There was a moment late in my time with Final Fantasy XIII, somewhere around the 30 hour mark, when I crested the top of a tall cliff, looked out over the great verdant expanse below, and was forced to stop and consider what this game isn't. Most notably, it's not the sort of broad, sprawling, go-anywhere adventure you used to expect from Final Fantasy. This was the very first time I'd been allowed to veer slightly left or right of the storyline's stiflingly constrained central path, and even the handful of optional side activities that became available at this late stage of the game weren't nearly enough to offset the thudding need to progress that preceded them.
The old Final Fantasy games gave you at least a convincing illusion of freedom. Even when the beats of the storyline were plotted out in a straight line, when there was only one location you could realistically visit to advance the game, you still had a sense of a larger world out there waiting to be explored. Not in XIII. Here the designers know exactly which way they want you to go, and that way is always "forward." There's nary a significant detour or side quest to distract you from your singular goal of running from here to there, reaching the yellow icon on the map, and triggering the next cutscene. Would it have killed them to at least connect all these confined locations with a basic overworld? How about an airship to fly around? This is still Final Fantasy, right?
It's true that Western and Eastern RPG design sensibilities have diverged dramatically over time; where the Fallouts and Dragon Ages focus on nameless create-a-characters roaming big open worlds and plotting the paths of their own storylines, the Japanese version of the genre casts you in the roles of iconic characters with their own agendas, with every major decision and crossroads already determined before you start. But Final Fantasy XIII takes this focus to a dangerously reductive extreme, almost losing itself in its relentless devotion to straight-ahead storytelling and nonstop combat. You're either in a battle or watching a cutscene or running to one or the other for most of the game. There just isn't much else to do, and what there is to do isn't always as exciting as it should be.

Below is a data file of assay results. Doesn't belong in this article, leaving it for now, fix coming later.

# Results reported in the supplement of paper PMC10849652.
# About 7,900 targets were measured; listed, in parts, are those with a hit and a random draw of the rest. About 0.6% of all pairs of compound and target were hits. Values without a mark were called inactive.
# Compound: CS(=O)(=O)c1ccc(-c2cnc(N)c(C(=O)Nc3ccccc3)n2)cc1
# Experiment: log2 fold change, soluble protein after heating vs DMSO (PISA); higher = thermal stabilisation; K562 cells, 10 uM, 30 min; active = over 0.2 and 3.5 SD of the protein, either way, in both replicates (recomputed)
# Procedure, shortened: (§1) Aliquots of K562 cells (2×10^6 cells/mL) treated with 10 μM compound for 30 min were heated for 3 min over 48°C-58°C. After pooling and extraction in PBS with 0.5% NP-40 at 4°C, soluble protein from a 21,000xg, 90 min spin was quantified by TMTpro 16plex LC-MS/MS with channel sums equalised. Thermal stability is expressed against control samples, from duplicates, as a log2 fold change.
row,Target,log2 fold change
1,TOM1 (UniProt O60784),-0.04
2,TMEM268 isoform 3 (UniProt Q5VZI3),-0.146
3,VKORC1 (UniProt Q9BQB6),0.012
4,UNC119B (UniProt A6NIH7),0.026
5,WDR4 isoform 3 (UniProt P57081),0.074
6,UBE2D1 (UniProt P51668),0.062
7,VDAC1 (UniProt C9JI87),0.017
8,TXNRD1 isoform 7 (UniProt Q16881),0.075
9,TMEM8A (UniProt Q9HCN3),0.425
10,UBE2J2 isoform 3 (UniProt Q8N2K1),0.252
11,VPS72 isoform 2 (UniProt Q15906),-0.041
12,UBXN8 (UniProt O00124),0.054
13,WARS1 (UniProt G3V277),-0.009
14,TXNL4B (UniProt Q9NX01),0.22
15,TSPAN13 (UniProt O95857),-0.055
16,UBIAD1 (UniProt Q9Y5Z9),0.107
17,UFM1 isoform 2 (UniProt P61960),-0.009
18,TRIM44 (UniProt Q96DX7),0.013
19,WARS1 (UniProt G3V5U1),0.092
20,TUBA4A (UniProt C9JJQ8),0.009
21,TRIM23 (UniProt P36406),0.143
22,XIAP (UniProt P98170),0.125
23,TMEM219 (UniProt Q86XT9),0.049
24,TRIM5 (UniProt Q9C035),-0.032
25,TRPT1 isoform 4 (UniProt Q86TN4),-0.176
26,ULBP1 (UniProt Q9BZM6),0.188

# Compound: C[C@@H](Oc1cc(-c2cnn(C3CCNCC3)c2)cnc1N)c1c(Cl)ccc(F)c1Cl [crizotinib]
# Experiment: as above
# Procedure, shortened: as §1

The tragedy, or maybe it's the saving grace, of Final Fantasy XIII is that it's eventually a great game if you give it enough time to become one. But it takes longer to pick up momentum and become engaging, mechanically and nararatively, than anyone should have to invest in a game they paid a lot of money for. I stuck it out because I needed to review the game and because I loved Final Fantasy once, and ultimately I'm glad I did. But if it weren't for those two drivers I'd have probably never made it through the first 15 or so hours it takes to see the good part, where the fighting becomes fun and you start to understand the story and care about what happens to its characters.
At this point, you can't possibly be surprised to hear that the story of FFXIII revolves around a ragtag band of rebels brought together by chance to challenge their fate and save the world from certain doom. At least the writers have layered an elaborate fiction on top of this tried-and-true framework, where humans are subject to the whims of a race of enigmatic god-machines called fal'Cie that rule over both a large, dangerous lower world called Pulse and a hovering, idyllic shelter, Cocoon. The citizens of each world harbor such deep-seated, irrational fear and resentment for the other that the government of Cocoon at one point practices what amounts to ethnic cleansing, "purging" a peaceful group of its own citizens for the crime of haplessly coming into contact with one of the Pulse fal'Cie and maybe, possibly carrying the taint of its evil magic. Naturally, our heroes get tangled up in the machinations of these powerful beings early on, before resolving to take control of their destinies and affect the course of events for the common good.
Since Square Enix is already working on two more games (Agito and Versus) set in this universe, it's a good thing it's a unique and interesting one, and the story of this game does become quite intriguing as you go along and put together more of the pieces. But the game does a pretty lousy job of communicating all the necessary information to you upfront, leaving you largely in the dark about not just the characters' immediate motivations, but even the basic metaphysical nuts and bolts of how the fal'Cie operate and what it means to be cursed by them. You can't chalk this lack of information up to a reserved style of storytelling, either, since all the necessary pieces are there for you to...sit there and read in the game's massive repository of information about characters, places, events, and everything else that exists in the menu. If the writers had managed to contextualize the essentials of this complex world within the early exposition, it would have made the story a lot more engaging upfront.